Home Arts1 MOVIEWATCH: Noah (12A)


5 min read

On the way out of the cinema, my wife said, “Well, if you wanted a film that stuck to the Bible you’d be disappointed, but if you wanted an action movie you’d be very happy.” She was right.

Based on the Biblical story of the Flood, this film combines Russell Crowe was excellent as Noah (although from time to time he sounded more like Maximus the Gladiator), the man chosen by God struggling with the implications of his calling to build the Ark and save the animals as God wipes mankind off the face of the earth. He comes across as a real person struggling with real issues of holiness, purity, judgement and mercy.

The film does a good job of creating the backstory based on Genesis 6, portraying the Nephilim as fallen angels turned to stone for their disobedience, yet still living on earth. The reason for their falling? A desire to help mankind after Adam and Eve were expelled from Eden. Not quite the Biblical account! These fallen angels help Noah build the Ark and then find redemption defending him and his family from the attacks of Tubal-Cain (the excellent Ray Winstone), the epitome of all that is wrong with mankind – not just proud, and violent, but an eater of meat and polluter of the environment!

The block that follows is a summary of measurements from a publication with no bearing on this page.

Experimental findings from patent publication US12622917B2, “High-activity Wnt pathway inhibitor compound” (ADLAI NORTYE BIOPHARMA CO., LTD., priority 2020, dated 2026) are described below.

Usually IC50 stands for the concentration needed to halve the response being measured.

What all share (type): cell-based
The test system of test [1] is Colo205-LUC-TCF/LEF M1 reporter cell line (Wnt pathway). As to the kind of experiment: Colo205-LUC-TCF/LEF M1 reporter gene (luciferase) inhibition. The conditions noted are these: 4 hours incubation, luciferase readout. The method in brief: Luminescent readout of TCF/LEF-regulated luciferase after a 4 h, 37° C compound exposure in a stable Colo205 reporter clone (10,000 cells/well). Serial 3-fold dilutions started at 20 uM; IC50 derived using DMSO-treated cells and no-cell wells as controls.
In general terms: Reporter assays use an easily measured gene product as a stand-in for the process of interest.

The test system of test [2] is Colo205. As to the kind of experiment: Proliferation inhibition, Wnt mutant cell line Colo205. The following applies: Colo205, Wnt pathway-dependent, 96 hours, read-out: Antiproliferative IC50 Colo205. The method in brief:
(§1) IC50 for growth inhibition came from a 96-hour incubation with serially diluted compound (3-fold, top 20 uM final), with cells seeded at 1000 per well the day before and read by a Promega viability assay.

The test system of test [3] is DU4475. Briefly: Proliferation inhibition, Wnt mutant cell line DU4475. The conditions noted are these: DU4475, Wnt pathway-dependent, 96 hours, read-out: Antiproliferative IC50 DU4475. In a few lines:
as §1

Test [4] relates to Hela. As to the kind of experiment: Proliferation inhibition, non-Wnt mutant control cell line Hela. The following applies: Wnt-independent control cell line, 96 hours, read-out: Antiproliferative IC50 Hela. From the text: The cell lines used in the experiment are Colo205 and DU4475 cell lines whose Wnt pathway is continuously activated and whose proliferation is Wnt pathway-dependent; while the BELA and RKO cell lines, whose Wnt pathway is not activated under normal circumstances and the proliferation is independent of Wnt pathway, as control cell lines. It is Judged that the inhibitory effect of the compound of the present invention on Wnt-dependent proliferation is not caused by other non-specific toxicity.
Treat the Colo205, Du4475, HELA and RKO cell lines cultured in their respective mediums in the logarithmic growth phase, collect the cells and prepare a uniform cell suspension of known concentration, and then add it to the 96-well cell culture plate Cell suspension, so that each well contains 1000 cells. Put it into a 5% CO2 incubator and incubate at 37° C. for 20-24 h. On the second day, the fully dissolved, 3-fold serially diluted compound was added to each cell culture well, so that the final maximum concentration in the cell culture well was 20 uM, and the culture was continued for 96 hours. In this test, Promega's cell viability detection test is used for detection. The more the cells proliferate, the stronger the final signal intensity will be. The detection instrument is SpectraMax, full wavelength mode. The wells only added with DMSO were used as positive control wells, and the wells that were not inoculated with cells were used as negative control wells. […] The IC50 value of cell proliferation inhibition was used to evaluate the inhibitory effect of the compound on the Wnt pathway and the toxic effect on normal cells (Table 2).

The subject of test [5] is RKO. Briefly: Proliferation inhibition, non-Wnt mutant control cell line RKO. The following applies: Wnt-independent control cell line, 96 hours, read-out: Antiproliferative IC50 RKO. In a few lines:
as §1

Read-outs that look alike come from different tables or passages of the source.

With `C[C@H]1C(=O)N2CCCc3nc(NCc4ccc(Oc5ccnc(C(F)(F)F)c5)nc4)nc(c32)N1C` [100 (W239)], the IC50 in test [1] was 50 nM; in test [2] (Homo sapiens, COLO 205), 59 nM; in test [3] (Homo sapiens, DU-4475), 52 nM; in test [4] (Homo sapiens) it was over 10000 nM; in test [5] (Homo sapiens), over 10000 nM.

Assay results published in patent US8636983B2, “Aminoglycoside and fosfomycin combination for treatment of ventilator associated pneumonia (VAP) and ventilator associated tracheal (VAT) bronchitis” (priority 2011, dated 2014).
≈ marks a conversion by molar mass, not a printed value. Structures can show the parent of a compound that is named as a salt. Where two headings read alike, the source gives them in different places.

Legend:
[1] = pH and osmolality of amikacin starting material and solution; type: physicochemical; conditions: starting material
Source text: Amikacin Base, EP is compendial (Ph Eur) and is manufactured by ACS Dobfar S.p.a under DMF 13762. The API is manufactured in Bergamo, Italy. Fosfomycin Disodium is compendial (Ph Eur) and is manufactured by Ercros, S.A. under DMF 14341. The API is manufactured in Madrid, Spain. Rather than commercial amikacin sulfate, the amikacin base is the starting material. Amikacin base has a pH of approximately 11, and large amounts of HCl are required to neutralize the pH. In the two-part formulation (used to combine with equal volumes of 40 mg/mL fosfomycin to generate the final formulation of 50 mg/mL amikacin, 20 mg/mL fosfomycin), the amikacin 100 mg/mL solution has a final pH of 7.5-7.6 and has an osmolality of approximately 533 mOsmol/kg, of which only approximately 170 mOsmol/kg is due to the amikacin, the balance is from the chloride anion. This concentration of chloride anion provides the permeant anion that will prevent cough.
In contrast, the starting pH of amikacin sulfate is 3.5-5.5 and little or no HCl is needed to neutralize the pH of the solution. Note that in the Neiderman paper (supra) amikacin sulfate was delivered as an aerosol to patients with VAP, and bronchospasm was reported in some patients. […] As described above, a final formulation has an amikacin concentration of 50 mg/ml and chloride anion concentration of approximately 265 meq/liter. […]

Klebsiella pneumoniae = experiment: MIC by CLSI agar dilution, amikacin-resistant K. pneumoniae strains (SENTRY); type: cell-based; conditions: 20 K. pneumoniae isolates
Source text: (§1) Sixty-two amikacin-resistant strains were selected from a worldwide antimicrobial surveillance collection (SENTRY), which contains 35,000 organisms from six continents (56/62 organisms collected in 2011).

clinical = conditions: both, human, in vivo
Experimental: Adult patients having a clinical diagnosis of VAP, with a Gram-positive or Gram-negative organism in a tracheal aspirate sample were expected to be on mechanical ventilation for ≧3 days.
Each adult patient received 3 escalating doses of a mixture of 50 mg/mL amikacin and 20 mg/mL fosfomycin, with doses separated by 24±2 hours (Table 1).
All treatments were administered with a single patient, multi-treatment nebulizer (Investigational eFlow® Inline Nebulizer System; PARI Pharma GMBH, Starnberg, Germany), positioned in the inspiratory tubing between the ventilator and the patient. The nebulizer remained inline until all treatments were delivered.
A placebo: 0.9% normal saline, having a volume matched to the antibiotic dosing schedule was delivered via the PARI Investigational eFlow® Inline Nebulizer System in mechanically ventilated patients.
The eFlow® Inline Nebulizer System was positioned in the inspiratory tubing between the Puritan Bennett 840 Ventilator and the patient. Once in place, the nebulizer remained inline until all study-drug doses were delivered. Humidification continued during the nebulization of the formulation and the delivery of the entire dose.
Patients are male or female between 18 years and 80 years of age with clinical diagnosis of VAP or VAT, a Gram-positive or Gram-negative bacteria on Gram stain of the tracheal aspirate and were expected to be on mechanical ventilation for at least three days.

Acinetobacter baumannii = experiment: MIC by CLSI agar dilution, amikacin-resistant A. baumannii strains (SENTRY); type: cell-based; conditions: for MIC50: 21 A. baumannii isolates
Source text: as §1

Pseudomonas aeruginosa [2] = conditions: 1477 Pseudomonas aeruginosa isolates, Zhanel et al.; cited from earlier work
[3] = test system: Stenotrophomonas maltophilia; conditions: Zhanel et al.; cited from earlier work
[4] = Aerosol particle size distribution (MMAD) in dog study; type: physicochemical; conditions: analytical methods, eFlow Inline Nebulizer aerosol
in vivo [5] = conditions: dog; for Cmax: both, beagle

The Special effects are superb, especially with the flooding of the earth, and the scene describing the seven days (yes, that’s right) of creation, seamlessly combining both Creationist and Evolutionary stories. And Adam and Eve are so shiny! Noah’s Vision where he receives his call from God is dramatic, yet realistic, as many people over the years have testified to hearing from God in dreams. Some will complain that we do not hear the Voice of God, but I was relieved that we did not as it’s usually a cheesy, “trying to sound holy yet deep and authoritative” voice that is completely unconvincing.

If you have ever sensed a “call” from God, and wrestled with the practical implications of what this might mean, Crowe’s Noah is someone you will readily identify with, as he knows what he must do but not quite how to complete it. The way that he works this out, slowly and painfully, longing to be faithful to God, holds the film together for me.

Please remember, the director, Darren Aronofsky, is an avowed atheist; why should he stay faithful to the Scriptures? Yet his film is in places far more faithful to the realities of a life of faith than some overtly Christian films I have seen. As we watch the film we encounter the nature of God, His justice and mercy; the wickedness and sinfulness of people; grace, love, compassion, mercy; forgiveness and a new start.

Any film that picks on those themes, and encourages us to think about our faith, has to be a good thing.


The Revd Martin Ceaser is minister of Crowthorne Baptish Church

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